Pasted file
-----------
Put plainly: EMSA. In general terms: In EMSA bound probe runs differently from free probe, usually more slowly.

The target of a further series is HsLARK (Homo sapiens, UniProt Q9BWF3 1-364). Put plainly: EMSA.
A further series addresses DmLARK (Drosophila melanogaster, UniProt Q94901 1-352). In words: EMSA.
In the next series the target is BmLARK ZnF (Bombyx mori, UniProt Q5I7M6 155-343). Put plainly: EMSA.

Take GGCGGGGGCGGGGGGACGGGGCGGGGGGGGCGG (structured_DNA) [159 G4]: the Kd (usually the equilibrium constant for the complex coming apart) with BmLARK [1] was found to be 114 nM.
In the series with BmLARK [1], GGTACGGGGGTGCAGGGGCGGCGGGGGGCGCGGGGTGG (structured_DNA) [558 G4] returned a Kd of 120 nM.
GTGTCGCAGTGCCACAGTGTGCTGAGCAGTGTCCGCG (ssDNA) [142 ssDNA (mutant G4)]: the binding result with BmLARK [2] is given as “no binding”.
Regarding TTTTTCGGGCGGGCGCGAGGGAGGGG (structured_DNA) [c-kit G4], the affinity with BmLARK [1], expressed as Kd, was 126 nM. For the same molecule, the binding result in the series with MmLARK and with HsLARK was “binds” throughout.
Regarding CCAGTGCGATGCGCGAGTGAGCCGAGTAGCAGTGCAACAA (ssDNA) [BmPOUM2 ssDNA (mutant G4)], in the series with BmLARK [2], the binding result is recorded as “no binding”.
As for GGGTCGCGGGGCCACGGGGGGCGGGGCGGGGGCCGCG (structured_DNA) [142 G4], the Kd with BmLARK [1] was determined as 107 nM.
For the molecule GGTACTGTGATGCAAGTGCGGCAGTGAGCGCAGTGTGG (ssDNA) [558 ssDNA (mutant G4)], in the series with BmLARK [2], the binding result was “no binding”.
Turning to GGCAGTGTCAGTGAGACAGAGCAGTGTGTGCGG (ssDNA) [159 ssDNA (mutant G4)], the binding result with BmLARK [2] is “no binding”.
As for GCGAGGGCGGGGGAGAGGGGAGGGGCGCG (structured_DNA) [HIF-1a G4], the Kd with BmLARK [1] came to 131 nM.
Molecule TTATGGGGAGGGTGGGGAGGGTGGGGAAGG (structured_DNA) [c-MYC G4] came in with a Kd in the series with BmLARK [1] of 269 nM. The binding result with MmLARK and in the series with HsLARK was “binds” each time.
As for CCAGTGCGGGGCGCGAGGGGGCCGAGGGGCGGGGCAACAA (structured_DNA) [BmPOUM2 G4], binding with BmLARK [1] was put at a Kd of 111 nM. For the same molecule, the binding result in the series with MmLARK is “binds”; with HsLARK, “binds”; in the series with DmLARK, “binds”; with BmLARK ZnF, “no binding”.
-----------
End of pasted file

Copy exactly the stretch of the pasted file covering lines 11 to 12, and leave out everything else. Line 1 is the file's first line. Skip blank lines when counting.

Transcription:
For the molecule GGTACTGTGATGCAAGTGCGGCAGTGAGCGCAGTGTGG (ssDNA) [558 ssDNA (mutant G4)], in the series with BmLARK [2], the binding result was “no binding”.
Turning to GGCAGTGTCAGTGAGACAGAGCAGTGTGTGCGG (ssDNA) [159 ssDNA (mutant G4)], the binding result with BmLARK [2] is “no binding”.